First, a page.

How to have a healthy mouth?

Discussion in 'Dental Medicine' started by Dr. Fazila rasheed, Jan 24, 2019.

  1. Dr. Fazila rasheed

    Dr. Fazila rasheed Active member

    Jan 22, 2019
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    What you can do for a healthy mouth
    Healthy habits can equal a healthy mouth. Here are some oral health tips to get you started:

    • Brush your teeth at least twice a day
    • Floss every day
    • Visit your dentist for a dental exam and cleaning at least every 6 months, or as recommended
    • Check your gums to make sure they’re pink and that the gum line hugs teeth tightly. Your gums should not bleed when you brush.
    • Stop smoking. Smoking puts you at risk for oral cancer and infection.
    Common dental issues

    Bad Breath
    Causes of halitosis, or bad breath, include infrequent brushing and flossing, gum disease, dry mouth, smoking, and diet. You can combat chronic halitosis by using a tongue scraper, chewing sugarless gum, gargling with mouthwash, and drinking plenty of water. Always follow good oral hygiene guidelines, which include regular brushing and flossing.

    • Halitosis is the third most frequent reason for seeing a dentist, after tooth decay and periodontal diseases.
    A cavity is a hole in the tooth caused by decay. Cavities occur after decay has worn away the tooth enamel.
    The best way to prevent tooth decay and cavities is by brushing twice a day, flossing daily, and visiting your dentist regularly. Eat healthy foods and avoid foods and beverages high in sugar.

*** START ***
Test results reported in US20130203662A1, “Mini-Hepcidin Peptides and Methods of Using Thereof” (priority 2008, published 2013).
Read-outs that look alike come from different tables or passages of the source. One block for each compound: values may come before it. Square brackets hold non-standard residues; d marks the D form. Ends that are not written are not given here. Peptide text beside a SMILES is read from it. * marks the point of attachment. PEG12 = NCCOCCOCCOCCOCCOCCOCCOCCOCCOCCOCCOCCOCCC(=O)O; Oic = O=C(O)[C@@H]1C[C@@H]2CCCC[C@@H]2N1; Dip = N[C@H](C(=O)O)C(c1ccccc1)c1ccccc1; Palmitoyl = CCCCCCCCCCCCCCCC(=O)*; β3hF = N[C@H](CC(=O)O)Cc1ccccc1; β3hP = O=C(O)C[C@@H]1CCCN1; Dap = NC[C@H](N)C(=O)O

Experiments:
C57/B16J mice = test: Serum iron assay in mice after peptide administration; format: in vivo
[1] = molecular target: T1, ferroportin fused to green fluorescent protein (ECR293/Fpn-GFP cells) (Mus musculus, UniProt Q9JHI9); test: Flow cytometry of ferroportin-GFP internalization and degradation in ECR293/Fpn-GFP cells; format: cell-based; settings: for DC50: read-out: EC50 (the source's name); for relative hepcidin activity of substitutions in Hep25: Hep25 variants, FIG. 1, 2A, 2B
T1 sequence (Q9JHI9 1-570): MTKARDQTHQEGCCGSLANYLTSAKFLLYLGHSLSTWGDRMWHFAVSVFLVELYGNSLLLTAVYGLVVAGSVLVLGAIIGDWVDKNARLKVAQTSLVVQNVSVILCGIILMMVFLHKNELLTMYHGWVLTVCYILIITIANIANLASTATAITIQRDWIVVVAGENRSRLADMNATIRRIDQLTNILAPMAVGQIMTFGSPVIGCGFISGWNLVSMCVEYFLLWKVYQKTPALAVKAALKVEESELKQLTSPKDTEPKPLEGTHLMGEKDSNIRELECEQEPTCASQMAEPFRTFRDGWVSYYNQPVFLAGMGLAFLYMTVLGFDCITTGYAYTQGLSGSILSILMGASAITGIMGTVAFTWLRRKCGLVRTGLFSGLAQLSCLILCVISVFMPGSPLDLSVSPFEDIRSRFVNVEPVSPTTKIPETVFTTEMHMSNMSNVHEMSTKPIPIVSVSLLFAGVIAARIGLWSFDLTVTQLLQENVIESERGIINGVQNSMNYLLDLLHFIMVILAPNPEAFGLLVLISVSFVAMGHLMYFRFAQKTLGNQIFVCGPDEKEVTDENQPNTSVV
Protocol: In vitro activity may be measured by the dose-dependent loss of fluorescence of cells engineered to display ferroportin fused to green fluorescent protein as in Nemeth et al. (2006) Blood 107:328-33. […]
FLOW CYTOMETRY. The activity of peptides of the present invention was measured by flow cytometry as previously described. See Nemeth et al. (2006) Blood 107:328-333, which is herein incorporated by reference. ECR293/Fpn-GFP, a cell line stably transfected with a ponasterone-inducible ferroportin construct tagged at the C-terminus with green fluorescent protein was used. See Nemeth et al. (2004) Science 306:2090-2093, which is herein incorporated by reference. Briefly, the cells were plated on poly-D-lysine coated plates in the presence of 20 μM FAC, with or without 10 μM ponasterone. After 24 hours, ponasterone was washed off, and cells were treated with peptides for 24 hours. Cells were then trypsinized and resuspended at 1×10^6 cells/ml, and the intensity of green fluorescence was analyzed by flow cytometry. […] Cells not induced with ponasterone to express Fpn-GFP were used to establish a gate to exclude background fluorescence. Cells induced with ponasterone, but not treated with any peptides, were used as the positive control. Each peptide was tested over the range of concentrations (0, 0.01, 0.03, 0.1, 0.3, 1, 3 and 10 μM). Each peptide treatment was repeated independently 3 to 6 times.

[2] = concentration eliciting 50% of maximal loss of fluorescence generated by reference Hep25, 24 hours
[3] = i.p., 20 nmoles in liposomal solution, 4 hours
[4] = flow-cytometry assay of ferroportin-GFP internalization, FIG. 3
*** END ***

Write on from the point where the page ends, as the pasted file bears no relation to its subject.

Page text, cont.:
Dry Mouth
    Saliva is needed to help protect against cavities by washing away food debris and controlling bacteria in your mouth. Dry mouth is caused by the reduced flow of saliva. Symptoms of dry mouth include hoarseness, persistent sore throat, problems swallowing, and dry nasal passages. Certain medications and diseases can cause dry mouth. Smoking or chewing tobacco can aggravate dry mouth conditions.
    • Gum Disease
    Gum disease, also called periodontal disease, can cause your gums to bleed or become infected, swollen, or tender. If the bacteria starts to affect the bone around your teeth, it can cause your teeth to loosen; this is irreversible. Gingivitis, the early stage of periodontal disease, is usually painless, which means you may not be aware that you have it.
    • Gum disease is the #1 cause of adult tooth loss in the U.S.
    The temporomandibular joint connects the lower jaw to the bone on each side of the head and is stabilized by muscles that make it possible to open and close the mouth. Severe pain, discomfort, or tenderness in or around the joint is called TMJ or TMD disorder. Common symptoms of TMJ disorder include:

    • Tenderness or pain in the face, jaw, and ear
    • Chewing difficulty or discomfort
    • Headaches
    • Painful clicking of the jaw
    • Difficulty opening or closing the mouth
    • Locking jaw or teeth that don't come together properly while biting or chewing.

    Tooth Sensitivity
    Tooth sensitivity is very common and is often triggered by hot or cold beverages and foods, as well as sweets. Some people also notice sensitivity from brushing or flossing. It is often treated with fluoride treatments that can help strengthen the enamel and decrease your sensitivity.

    Tooth Erosion
    Tooth erosion is the wearing away of tooth enamel by acid. If erosion is left untreated, it can cause pain, weakening of the tooth structure, tooth fractures, and tooth loss. To protect against tooth erosion, brush with a soft toothbrush and fluoridated toothpaste, floss regularly, have regular dental cleanings and check-ups, and avoid sugary foods. Also, try using a straw when drinking carbonated beverages or other sweet drinks, such as natural fruit juices, which are very acidic and can wear away tooth enamel.

    Smokers and tobacco users are at greater risk of developing oral cancer and gum disease. In addition, tobacco products cause permanent stains, which cannot be removed by brushing, and it can also cause a heavy build-up of tartar, requiring more frequent dental cleanings.

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